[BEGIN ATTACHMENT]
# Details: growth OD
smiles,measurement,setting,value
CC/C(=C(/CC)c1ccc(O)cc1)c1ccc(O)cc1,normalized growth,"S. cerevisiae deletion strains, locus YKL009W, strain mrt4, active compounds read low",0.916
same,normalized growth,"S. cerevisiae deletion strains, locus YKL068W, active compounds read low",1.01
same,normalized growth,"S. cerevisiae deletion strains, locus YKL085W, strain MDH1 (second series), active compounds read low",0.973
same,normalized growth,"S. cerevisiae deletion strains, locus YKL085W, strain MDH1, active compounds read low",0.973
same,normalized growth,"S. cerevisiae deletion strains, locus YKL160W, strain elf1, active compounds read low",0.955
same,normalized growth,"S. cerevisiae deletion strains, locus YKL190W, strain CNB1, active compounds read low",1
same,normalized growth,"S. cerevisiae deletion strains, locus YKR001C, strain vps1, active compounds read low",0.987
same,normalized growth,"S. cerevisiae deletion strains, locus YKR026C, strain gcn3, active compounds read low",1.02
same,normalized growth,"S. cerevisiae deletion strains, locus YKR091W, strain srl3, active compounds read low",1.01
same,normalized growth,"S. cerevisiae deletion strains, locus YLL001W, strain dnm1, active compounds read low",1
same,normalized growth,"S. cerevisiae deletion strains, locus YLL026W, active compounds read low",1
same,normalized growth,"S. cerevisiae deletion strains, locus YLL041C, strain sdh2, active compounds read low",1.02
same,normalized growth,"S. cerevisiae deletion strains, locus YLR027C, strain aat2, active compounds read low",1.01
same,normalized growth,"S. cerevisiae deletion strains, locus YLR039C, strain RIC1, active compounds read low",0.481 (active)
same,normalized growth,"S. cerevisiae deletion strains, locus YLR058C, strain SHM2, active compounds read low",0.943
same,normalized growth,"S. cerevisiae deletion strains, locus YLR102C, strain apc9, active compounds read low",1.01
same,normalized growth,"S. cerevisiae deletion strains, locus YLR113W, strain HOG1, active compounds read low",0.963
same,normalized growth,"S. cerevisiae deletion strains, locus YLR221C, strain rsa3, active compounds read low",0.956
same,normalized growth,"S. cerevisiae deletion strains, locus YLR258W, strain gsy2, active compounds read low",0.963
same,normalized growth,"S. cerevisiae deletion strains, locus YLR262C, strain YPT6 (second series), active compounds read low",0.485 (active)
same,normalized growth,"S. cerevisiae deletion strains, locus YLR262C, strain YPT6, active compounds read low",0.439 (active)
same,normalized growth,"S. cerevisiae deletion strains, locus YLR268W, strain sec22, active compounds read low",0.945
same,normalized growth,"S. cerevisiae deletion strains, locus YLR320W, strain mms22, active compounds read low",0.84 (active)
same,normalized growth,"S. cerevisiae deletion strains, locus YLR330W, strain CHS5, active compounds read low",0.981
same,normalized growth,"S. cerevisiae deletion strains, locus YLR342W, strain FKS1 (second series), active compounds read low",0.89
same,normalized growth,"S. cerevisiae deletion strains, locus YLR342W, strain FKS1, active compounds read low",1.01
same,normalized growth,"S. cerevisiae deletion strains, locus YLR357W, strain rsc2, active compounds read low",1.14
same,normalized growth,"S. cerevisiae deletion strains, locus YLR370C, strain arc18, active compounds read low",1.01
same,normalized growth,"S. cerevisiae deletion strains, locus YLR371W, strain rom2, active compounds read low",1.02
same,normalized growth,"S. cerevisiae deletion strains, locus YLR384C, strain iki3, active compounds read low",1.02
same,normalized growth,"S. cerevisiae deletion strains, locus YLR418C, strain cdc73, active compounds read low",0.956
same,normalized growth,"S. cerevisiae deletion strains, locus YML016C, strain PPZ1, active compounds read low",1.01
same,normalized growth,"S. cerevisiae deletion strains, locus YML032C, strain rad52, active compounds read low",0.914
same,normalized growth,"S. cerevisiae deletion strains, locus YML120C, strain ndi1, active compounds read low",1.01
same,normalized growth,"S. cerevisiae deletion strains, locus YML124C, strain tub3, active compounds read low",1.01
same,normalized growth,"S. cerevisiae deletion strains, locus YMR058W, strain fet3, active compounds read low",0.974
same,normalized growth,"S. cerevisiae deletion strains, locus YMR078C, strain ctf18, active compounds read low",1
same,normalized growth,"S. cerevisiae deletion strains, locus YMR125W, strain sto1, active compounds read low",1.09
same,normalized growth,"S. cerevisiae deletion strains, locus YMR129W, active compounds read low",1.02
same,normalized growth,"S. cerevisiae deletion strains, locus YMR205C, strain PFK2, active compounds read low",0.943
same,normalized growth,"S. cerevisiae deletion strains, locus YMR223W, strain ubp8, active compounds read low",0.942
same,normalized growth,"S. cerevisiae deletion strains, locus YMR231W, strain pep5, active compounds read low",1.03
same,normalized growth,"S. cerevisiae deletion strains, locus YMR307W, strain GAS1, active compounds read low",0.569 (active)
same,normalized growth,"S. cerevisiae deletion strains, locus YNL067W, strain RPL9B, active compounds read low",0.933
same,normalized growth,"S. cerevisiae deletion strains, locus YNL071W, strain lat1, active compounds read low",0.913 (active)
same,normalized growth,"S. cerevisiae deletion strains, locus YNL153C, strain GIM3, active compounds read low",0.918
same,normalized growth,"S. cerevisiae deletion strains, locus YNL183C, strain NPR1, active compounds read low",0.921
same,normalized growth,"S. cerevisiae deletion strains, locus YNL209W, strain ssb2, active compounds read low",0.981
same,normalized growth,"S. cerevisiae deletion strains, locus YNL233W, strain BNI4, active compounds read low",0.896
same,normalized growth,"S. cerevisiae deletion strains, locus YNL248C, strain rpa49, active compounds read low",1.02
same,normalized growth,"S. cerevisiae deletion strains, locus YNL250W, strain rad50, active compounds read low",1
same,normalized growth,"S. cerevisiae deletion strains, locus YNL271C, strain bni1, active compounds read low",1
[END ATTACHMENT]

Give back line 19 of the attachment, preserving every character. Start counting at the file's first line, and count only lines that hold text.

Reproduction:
same,normalized growth,"S. cerevisiae deletion strains, locus YLR113W, strain HOG1, active compounds read low",0.963